really enjoying witnessing your development as a photographer Cate…and was pondering the notion of “cranking up the ISO and decreasing aperture to put the bird in context”….wondering what the increase in “ISO” and decrease in “aperture” are, when i’m attempting to soften and see others fully in their contexts…hmmmm…..
My friend Joanna made this comment on one of my early posts in this blog. So far I’ve mostly posted about the birding and traveling parts of my life, not the photography part. Maybe because I see myself as a pretty lousy photographer at this point, learning some things, capturing a few moments of real composition, but struggling to do anything that feels really powerful. (And especially right now struggling with getting the right exposure — a current mental block). I feel like my young niece, who is a talented artist, but has a deeply critical eye when it doesn’t turn out how she imagined it might.
But I did start thinking about the tension that Joanna pointed out, what kind of comfort level I have with this idea of seeing “through” the camera. It does put you into a very different position, having a camera. I really notice it in Africa, for example, where people are so attuned to being seen as objects, get quite irritable when they see a big camera. “They think you’ll sell the photos and they want money too,” someone explained to me. Which of course makes sense. But it’s still a frustrating ambivalence.
When I’m in Uganda, I itch to take photographs in our local market, but am so reluctant — people get angry if you take pictures of them without asking — and asking sometimes means paying, and I haven’t worked out yet what I feel about that. Most often, though, having a camera leads to mugging, and posing, and not getting the shots that I wanted in the first place. In the market in Kasese, there are about 20 or so people who have little stalls where they sew clothing. They use old fashioned treadle machines, no electricity, and they sit outside their stalls in the tiny alleyways, large colourful umbrellas as awnings from the sun. Gaunt old men with bony raddled fingers, plump focused women. In some ways, I notice them, mentally frame them, because I’m carrying my camera, look at them much more closely, have a kind of visual taste sensation of the colour, shapes, presence. In this sense, the camera gives *more* context — I pause and notice in new ways.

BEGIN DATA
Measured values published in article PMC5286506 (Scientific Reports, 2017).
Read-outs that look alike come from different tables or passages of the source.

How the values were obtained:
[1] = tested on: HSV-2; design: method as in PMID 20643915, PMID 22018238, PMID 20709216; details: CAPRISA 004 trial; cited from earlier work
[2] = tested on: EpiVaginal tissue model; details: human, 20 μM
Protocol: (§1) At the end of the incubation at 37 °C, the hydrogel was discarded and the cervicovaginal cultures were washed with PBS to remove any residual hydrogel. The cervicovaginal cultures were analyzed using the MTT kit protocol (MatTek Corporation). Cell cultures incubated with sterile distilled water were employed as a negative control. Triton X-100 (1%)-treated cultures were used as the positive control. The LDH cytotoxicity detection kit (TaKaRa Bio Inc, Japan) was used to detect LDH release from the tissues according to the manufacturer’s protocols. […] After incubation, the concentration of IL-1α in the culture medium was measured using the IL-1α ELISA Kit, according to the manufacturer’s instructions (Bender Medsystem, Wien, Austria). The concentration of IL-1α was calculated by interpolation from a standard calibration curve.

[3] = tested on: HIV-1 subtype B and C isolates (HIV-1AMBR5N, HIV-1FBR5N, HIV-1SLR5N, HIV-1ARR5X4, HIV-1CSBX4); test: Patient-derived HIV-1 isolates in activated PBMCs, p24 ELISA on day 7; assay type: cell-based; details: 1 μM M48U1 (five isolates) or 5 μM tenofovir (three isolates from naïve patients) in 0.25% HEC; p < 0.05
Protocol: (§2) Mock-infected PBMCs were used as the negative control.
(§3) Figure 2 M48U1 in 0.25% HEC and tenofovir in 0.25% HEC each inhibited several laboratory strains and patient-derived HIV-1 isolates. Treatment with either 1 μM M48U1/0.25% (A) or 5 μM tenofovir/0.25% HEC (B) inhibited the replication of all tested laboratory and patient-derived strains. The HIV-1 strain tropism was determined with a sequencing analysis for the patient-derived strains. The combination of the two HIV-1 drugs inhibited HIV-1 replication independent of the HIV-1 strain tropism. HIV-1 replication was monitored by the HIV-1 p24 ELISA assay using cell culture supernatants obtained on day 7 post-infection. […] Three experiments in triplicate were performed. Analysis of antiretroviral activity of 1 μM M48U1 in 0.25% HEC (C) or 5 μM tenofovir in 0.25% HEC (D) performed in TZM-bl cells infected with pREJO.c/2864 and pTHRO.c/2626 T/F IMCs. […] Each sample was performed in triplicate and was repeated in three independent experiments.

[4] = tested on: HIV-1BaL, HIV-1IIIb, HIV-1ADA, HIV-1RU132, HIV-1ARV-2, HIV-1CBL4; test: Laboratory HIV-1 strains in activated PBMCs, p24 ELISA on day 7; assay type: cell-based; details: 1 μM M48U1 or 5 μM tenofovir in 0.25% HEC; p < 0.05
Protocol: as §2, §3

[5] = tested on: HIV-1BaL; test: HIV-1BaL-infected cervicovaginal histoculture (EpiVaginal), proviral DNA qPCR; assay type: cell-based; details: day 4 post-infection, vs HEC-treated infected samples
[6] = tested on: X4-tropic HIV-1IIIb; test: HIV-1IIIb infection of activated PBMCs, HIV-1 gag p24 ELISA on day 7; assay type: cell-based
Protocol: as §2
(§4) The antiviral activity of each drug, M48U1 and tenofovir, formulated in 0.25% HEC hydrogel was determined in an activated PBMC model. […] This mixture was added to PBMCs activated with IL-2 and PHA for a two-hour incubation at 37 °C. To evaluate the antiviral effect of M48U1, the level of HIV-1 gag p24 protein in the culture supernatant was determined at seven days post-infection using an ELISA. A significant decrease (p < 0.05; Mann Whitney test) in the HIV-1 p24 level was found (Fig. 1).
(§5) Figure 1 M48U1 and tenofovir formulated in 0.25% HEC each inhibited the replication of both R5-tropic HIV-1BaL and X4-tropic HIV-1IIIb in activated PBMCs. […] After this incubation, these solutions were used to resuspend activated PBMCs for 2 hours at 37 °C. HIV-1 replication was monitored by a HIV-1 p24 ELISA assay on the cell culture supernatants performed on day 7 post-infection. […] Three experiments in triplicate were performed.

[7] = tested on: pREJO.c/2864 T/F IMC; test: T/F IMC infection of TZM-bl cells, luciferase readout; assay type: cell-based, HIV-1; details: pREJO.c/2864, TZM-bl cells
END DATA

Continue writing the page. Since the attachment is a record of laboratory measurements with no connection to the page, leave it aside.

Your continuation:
And inversely, as J suggests, it also distances — I have more of a response to the old man with his yellow umbrella and weathered machine because I’m wondering if I can photograph him; I’m not just taking him in as part of the market and moving on. But I’m also rolled over with frustration because I know I can’t photograph him, I know that holding my camera establishes me as someone to be wary of, to be in opposition to, right from the beginning.
So I end up trying to shoot without looking at all (pretending I’m adjusting the camera in my lap) and end up with boring shots like this.
Or trying to shoot a rooster pecking into fatness on the ground, obviously purchased by the stall owners for Christmas.
No real sense of the market itself.
When I went to Rwanda last December, the photo-tension was much more profound. The most intense experience of my life (I blogged about it here) was visiting Murambi, a genocide memorial that comprises nothing but preserved bodies laid out in the classrooms where they were slain. No photos allowed. As a story, it sits loudly on my tongue; but I’m not sure I looked more closely because I couldn’t take photos. I ached to be able to carry some of it with me, felt like everyone must see it. Something was missing because I couldn’t document it, couldn’t put it into my own context of pausing and really seeing. Probably would have looked more closely, in fact, instead of shying away, if I’d had to think through how to capture these terrible figures, shadowed and lit erratically.